Almost all home mortgages have a term of either 15 or 30 years.
The term is the length of time you have to pay off the loan through a pre-set schedule of monthly payments. As the name suggests, the 15-year loan allows 15 years. The 30-year loan allows 30 years.
So, which is better: a 15-year mortgage or a 30-year one? Let’s take a look.
15-year vs. 30-year mortgage: which is better?
“This is a tough question, as every client is different,” says Adam P. Smith, president of Colorado Real Estate Finance Group, a real estate finance firm in Greenwood Village, Colo.
In other words, the right answer depends on your objectives.
A 15-year mortgage might make sense if you:
- Want to save money
- Want to force yourself to pay off your loan sooner
- Are confident you can afford a higher payment
A 30-year term might make sense if you:
- Want to qualify for a larger loan amount
- Want a lower payment
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Before you choose between a 15-year mortgage and a 30-year mortgage, you should compare your options to get a clear picture of which works best for your personal situation.
Here’s an example:
Notice that the shorter term has a lower rate and higher payment. Also notice that the payment is a lot higher, $580 per month, but the total cost of the mortgage is lower.
Sold or refinanced
Most people don’t keep the same mortgage for 30 or even 15 years. More often, they sell their home or refinance before the term ends.
Some people get a 30-year mortgage when they buy a home and then later refinance into a 15-year when they’re earning more money, can afford the higher payment, and are closer to retirement when they want to be mortgage-free.
Refinancing into a 15-year loan can let you lock in a lower rate if market rates are lower or comparable when you refinance. If market rates are higher, this strategy might not work for you.
You can also get a 30-year loan and later refinance into another 30-year loan. That would give you more time to pay off your loan. Your rate and payment might be lower or higher.
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You can make higher payments
If you want to pay off your loan sooner, but you’re not sure you’ll be able to afford the 15-year loan’s higher payment, you can get a 30-year loan but make the 15-year payment.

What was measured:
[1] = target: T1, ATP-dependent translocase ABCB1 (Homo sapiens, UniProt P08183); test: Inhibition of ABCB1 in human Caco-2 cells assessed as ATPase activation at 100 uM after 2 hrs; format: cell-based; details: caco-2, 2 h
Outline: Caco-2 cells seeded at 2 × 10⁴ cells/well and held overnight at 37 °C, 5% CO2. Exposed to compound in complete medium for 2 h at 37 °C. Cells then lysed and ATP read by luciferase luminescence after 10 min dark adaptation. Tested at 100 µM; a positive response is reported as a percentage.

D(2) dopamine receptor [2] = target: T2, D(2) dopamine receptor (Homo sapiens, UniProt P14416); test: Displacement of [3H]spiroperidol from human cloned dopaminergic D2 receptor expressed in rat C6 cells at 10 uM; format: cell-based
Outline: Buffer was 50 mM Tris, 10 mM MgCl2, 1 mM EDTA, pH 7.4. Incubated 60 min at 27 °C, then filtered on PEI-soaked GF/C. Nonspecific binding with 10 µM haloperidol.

Your rate will be a bit higher, but if you experience a temporary job loss, illness, or disability, you won’t be locked into the higher payment.
You’ll also have more flexibility in your budget if your financial priorities change.
The downside is that making a higher payment every month when it’s not required takes “a certain amount of diligence” that many homeowners don’t have,” Smith says.
You can make extra payments
You can make extra payments on your mortgage of any amount at any time regardless of whether your term is 15 years or 30 years.
Some homeowners make one extra payment each year to pay off their mortgage sooner, but without the long-term commitment of the 15-year mortgage’s higher payment. Other people pay more whenever they can.
Either way, you’re not locked into the full term of your mortgage if you want to pay it off sooner.
Ready to get started?
Finding the right mortgage lender can make all the difference in the world. That’s why it’s important to do your research.
Review a list of top mortgage lenders to compare terms and find your best plan.
Marcie Geffner is an award-winning freelance reporter, editor, writer and book critic. Her work has been featured online and in print by The Washington Post, Los Angeles Times, Chicago Sun-Times, Urban Land, Business Start-Ups and Fox Business Network Online, among many other newspapers, magazines, and websites. With a bachelor’s degree in English from UCLA and MBA from Pepperdine University in Malibu, Geffner has impressive credentials in both story-telling and business management. A second-generation native of Los Angeles, Geffner now lives in Ventura, California, a surf city northwest of her hometown.